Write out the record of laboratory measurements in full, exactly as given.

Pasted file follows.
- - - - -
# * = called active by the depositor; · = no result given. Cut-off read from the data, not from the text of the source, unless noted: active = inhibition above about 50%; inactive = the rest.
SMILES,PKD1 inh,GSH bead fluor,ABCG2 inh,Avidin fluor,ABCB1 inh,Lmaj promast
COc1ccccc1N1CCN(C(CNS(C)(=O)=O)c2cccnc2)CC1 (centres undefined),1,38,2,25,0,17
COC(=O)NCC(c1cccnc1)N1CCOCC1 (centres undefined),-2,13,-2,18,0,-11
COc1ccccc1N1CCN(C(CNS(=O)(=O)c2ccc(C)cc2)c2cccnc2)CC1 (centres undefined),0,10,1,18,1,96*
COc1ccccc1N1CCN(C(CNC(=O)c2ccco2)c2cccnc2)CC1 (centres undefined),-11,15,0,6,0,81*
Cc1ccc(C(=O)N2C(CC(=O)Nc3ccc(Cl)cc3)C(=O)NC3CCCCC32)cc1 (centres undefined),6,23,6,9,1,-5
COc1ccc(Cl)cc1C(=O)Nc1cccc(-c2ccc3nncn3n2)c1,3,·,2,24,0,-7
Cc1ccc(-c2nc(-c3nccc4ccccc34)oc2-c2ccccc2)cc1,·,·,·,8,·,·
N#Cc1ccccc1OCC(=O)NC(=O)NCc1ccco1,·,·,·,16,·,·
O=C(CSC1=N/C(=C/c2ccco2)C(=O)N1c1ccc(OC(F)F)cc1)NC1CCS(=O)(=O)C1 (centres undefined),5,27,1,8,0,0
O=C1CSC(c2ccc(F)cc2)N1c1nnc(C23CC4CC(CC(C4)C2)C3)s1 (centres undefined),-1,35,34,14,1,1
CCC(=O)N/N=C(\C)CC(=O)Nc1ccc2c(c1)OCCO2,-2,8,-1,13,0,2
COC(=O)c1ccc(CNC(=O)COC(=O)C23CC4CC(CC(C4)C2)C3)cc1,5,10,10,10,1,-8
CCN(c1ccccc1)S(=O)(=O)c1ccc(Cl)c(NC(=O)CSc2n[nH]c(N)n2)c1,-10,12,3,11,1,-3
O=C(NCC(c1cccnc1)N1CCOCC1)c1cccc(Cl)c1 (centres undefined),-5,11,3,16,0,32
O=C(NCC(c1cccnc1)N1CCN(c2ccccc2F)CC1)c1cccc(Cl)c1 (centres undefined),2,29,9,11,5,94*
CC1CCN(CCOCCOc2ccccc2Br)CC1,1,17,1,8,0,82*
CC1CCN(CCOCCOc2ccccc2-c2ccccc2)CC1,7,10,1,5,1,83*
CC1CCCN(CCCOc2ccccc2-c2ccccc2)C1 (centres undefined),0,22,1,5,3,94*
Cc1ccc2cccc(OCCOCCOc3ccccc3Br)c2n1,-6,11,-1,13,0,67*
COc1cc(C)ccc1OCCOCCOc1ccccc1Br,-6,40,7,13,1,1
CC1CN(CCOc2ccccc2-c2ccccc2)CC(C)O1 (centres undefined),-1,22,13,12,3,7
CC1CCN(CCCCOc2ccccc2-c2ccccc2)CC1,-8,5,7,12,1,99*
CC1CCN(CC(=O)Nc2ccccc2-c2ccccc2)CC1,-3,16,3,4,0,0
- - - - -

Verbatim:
# * = called active by the depositor; · = no result given. Cut-off read from the data, not from the text of the source, unless noted: active = inhibition above about 50%; inactive = the rest.
SMILES,PKD1 inh,GSH bead fluor,ABCG2 inh,Avidin fluor,ABCB1 inh,Lmaj promast
COc1ccccc1N1CCN(C(CNS(C)(=O)=O)c2cccnc2)CC1 (centres undefined),1,38,2,25,0,17
COC(=O)NCC(c1cccnc1)N1CCOCC1 (centres undefined),-2,13,-2,18,0,-11
COc1ccccc1N1CCN(C(CNS(=O)(=O)c2ccc(C)cc2)c2cccnc2)CC1 (centres undefined),0,10,1,18,1,96*
COc1ccccc1N1CCN(C(CNC(=O)c2ccco2)c2cccnc2)CC1 (centres undefined),-11,15,0,6,0,81*
Cc1ccc(C(=O)N2C(CC(=O)Nc3ccc(Cl)cc3)C(=O)NC3CCCCC32)cc1 (centres undefined),6,23,6,9,1,-5
COc1ccc(Cl)cc1C(=O)Nc1cccc(-c2ccc3nncn3n2)c1,3,·,2,24,0,-7
Cc1ccc(-c2nc(-c3nccc4ccccc34)oc2-c2ccccc2)cc1,·,·,·,8,·,·
N#Cc1ccccc1OCC(=O)NC(=O)NCc1ccco1,·,·,·,16,·,·
O=C(CSC1=N/C(=C/c2ccco2)C(=O)N1c1ccc(OC(F)F)cc1)NC1CCS(=O)(=O)C1 (centres undefined),5,27,1,8,0,0
O=C1CSC(c2ccc(F)cc2)N1c1nnc(C23CC4CC(CC(C4)C2)C3)s1 (centres undefined),-1,35,34,14,1,1
CCC(=O)N/N=C(\C)CC(=O)Nc1ccc2c(c1)OCCO2,-2,8,-1,13,0,2
COC(=O)c1ccc(CNC(=O)COC(=O)C23CC4CC(CC(C4)C2)C3)cc1,5,10,10,10,1,-8
CCN(c1ccccc1)S(=O)(=O)c1ccc(Cl)c(NC(=O)CSc2n[nH]c(N)n2)c1,-10,12,3,11,1,-3
O=C(NCC(c1cccnc1)N1CCOCC1)c1cccc(Cl)c1 (centres undefined),-5,11,3,16,0,32
O=C(NCC(c1cccnc1)N1CCN(c2ccccc2F)CC1)c1cccc(Cl)c1 (centres undefined),2,29,9,11,5,94*
CC1CCN(CCOCCOc2ccccc2Br)CC1,1,17,1,8,0,82*
CC1CCN(CCOCCOc2ccccc2-c2ccccc2)CC1,7,10,1,5,1,83*
CC1CCCN(CCCOc2ccccc2-c2ccccc2)C1 (centres undefined),0,22,1,5,3,94*
Cc1ccc2cccc(OCCOCCOc3ccccc3Br)c2n1,-6,11,-1,13,0,67*
COc1cc(C)ccc1OCCOCCOc1ccccc1Br,-6,40,7,13,1,1
CC1CN(CCOc2ccccc2-c2ccccc2)CC(C)O1 (centres undefined),-1,22,13,12,3,7
CC1CCN(CCCCOc2ccccc2-c2ccccc2)CC1,-8,5,7,12,1,99*
CC1CCN(CC(=O)Nc2ccccc2-c2ccccc2)CC1,-3,16,3,4,0,0